It's been nearly 200 years since anti-Irish sentiments (especially "Irish Need Not Apply" signs) became a part of American history. Now, U2, which hails from Dublin, Ireland, has become the poster child for another unwelcome invasion. Starting September 9th, Apple boasted that it would give U2's new album, Songs of Innocence, to over 500 million iTunes customers. What they didn't boast was that the iTunes customers would be getting the album whether they wanted it or not. Any users who allowed purchased material to download automatically to their devices received the album.
Image from Wiki Commons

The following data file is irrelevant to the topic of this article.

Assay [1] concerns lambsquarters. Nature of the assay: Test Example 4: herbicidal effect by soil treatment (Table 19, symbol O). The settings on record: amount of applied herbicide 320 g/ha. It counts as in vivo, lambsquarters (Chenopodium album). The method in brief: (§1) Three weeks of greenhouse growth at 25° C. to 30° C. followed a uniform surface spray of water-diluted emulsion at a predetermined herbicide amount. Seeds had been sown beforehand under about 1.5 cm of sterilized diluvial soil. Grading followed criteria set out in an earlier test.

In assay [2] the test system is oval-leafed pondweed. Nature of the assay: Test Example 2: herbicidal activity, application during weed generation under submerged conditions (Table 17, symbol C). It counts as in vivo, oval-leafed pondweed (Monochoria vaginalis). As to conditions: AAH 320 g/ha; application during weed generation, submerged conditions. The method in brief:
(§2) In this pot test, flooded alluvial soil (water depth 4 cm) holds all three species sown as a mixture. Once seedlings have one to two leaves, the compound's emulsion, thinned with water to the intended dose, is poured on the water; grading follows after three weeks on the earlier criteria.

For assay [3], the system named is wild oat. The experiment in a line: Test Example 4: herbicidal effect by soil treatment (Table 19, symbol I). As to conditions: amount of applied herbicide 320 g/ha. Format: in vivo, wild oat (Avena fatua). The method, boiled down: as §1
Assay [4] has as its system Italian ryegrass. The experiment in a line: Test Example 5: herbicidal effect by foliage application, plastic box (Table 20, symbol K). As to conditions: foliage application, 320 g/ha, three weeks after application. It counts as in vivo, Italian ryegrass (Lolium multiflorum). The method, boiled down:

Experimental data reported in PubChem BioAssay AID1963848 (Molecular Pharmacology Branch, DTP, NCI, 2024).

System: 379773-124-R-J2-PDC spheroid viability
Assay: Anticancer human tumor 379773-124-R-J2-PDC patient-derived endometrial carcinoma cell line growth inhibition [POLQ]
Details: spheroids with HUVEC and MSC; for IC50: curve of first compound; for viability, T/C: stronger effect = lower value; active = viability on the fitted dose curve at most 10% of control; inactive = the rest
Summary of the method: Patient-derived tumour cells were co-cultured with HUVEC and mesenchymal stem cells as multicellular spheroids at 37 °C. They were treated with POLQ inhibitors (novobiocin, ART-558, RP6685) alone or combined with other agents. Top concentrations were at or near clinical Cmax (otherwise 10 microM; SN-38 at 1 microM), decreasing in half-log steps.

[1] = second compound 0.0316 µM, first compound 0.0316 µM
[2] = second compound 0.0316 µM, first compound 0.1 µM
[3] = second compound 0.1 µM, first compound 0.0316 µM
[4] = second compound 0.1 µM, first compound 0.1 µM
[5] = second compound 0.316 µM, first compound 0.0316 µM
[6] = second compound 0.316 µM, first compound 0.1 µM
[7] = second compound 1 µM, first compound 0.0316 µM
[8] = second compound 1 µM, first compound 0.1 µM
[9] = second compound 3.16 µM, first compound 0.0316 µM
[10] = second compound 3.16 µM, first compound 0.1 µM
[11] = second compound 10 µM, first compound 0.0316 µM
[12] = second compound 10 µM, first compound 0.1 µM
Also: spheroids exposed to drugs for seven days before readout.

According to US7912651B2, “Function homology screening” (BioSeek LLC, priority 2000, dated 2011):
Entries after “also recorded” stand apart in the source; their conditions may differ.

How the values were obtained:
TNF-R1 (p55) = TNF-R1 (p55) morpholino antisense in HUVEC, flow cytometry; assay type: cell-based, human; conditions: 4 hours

The promotion was performed in tandem with the release of Apple's iPhone 6, and, immediately after discovering the compulsory download, bloggers and news outlets began running stories about Apple's inappropriate and invasive move. Adding to the original frustrations of having had their accounts "spammed" or "hijacked," iTunes users found that deleting the invasive and space-hogging album (which has generally received mediocre reviews) was not possible. Apple responded to the criticism the following week by providing a means to eliminate the album from their libraries. Wired magazine observed that "Songs of Innocence is the first album to command a custom-coded deletion tool and an official accompanying support document issued by one of the largest technology companies in history."More »